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A brighter, burlier bludgeon - 83%

autothrall, January 13th, 2011

Some will undoubtedly balk at my close comparisons of the Gorguts debut Considered Dead to its painfully obvious Florida influences, in a courageous effort to deflect reality, but I drew those comparisons for a very good reason. When the time came around for the band to produce their sophomore effort, the Quebec band would begin to step out from under such shadows, winding into a terrain all their own. The Erosion of Sanity is a more hungry, powerful effort, than the debut, and the effort paid off with some mildly more memorable songwriting. The band still honors their influences here, but you can start to hear the more shit kicking extremity of upper East Coast acts like Suffocation and Immolation creep into their sound.

The result is a more dynamic and impressive disc, and Gorguts were beginning here to edge beyond some of their more lackluster peers. "With Their Flesh He'll Create" ranges from an explosive cycle of grinding and chugging to a few breakdowns, thick bass flying everywhere. "Condemned to Obscurity" has a manic intro, the low end strumming below the clinical arithmetic of Luc Lemay and Sylvain Marcoux, a lurching juggernaut of body parts that twist into patterns of brutality. Just listen to the complex little guitars woven through the latter half of this song, and tell me that about 11,785 brutal tech death bands of the 21st century are not directly channeling these Canadians, as if by seance. "The Erosion of Sanity" features large, arching grooves; "Orphans of Sickness" a rush of caustic calamity; and "Hideous Infirmity" some of the most condensed, jerking rhythms on the entire album, and a personal favorite here. It would also be remiss not to mention the closer "Dormant Misery", for the beautiful intro of flowing clean guitars transmogrified into pumping, technical pit fuel.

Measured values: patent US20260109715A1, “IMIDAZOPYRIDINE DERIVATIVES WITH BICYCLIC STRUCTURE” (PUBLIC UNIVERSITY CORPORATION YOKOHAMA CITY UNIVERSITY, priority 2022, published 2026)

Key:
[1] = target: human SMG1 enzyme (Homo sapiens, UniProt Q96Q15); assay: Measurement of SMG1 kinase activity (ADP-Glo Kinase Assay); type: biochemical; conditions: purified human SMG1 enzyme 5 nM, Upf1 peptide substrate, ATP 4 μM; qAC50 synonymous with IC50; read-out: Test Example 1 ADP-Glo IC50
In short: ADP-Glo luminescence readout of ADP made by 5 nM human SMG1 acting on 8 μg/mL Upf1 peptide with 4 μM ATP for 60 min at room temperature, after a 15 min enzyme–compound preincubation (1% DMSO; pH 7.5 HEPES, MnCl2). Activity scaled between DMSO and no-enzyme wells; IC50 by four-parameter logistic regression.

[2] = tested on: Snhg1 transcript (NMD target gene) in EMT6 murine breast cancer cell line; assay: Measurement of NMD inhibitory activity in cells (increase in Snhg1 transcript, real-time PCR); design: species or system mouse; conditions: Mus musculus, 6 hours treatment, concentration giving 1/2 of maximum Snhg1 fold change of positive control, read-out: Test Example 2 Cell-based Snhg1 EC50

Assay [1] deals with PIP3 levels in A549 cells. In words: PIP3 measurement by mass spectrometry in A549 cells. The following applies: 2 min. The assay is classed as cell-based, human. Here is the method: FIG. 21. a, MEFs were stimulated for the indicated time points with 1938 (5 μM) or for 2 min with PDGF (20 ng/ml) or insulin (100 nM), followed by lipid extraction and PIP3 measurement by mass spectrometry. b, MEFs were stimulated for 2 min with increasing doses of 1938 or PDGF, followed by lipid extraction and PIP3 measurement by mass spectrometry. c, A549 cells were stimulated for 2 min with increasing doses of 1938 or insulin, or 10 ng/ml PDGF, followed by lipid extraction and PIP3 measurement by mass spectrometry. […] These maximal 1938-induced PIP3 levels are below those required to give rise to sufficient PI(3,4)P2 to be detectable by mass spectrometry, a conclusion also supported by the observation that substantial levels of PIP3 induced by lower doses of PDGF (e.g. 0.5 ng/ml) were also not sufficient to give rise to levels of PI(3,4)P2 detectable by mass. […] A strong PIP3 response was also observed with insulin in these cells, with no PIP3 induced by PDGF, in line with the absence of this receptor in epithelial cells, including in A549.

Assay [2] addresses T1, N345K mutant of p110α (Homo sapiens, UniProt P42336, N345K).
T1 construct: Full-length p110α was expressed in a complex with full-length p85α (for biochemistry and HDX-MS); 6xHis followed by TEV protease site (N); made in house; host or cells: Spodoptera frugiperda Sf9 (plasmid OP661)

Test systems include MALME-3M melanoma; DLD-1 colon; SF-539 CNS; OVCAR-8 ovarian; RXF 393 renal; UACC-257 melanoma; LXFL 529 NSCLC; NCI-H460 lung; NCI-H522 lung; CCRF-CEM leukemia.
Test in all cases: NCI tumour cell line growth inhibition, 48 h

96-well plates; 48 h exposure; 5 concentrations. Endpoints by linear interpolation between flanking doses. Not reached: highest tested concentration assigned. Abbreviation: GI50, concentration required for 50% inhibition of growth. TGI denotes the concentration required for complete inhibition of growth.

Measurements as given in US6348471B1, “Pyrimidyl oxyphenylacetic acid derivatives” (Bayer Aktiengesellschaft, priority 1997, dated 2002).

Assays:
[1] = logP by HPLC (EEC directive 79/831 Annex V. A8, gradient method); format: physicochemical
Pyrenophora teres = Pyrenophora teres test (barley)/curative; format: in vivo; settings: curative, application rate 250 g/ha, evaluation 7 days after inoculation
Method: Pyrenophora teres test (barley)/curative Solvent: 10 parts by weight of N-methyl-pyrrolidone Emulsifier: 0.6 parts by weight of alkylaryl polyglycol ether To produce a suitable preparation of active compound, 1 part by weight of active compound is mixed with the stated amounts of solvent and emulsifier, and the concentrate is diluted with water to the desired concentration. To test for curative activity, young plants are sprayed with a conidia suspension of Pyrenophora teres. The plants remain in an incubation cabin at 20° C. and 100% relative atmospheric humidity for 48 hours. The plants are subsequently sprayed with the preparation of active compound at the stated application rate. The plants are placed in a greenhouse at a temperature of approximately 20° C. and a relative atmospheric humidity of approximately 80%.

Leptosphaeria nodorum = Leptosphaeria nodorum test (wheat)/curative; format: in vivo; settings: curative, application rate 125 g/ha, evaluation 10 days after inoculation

The Erosion of Sanity might not feature Gorguts at their most creative, genre defying level of brilliance (that is yet to come), but it's a damn fine sounding album, one of the better efforts of its type ever fielded in Canada, and one that a lot of later acts owe a huge debt to. I often see this compared to Suffocation's Pierced Within, an album I sadly have never found any love for; and I can't say I get it, this is just a lot catchier to me. Its intensity sprints past the debut, but it does trade off a bit of Considered Dead's dark, subtle atmosphere, which I can live with. Perhaps most importantly, this album is just so much brighter sounding, due to the fact it was produced by a pop/rock guy (Steve Harris) and not Scott Burns. Overall, it's a small step forward, but a step in the proper direction, one step before the band's reconfiguration and Luc Lemay's plummet into an unexpected paradise of exalted paranoia: Obscura.

-autothrall
http://www.fromthedustreturned.com